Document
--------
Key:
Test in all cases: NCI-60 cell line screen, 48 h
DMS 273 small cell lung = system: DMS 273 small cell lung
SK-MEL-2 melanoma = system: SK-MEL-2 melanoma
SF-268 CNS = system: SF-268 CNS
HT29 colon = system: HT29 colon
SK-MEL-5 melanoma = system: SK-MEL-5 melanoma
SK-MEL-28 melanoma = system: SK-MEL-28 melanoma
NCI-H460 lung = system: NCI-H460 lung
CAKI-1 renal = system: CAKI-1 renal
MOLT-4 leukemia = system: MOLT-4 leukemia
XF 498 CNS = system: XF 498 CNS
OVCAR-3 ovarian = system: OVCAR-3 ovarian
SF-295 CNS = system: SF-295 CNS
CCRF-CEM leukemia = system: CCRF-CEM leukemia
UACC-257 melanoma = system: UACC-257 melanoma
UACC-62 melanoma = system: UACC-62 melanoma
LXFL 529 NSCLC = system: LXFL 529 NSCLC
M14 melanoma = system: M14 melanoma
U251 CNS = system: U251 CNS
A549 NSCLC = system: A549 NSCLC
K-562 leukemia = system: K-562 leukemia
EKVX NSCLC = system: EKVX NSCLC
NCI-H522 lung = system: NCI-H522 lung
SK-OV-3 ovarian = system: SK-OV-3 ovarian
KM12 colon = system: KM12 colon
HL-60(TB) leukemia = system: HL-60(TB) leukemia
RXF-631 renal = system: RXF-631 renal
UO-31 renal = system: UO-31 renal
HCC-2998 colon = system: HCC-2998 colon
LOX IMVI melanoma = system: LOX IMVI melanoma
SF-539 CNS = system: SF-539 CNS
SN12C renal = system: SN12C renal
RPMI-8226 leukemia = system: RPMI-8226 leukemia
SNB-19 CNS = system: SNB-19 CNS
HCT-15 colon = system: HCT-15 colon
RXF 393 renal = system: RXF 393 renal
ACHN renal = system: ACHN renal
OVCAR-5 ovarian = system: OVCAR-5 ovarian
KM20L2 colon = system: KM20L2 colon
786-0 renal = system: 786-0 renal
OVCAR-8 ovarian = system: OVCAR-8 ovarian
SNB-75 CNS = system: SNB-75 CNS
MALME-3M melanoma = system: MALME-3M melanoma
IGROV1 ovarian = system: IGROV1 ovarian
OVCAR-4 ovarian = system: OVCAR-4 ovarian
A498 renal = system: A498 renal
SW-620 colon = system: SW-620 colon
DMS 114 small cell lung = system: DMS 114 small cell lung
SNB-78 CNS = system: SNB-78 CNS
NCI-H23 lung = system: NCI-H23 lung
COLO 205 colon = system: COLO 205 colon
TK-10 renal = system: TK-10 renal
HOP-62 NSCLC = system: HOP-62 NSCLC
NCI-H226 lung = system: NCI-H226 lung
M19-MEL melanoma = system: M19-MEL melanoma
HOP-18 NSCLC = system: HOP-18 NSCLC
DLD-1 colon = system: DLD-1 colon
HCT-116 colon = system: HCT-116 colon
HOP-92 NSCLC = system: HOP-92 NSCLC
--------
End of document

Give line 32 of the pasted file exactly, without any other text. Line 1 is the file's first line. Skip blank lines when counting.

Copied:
SF-539 CNS = system: SF-539 CNS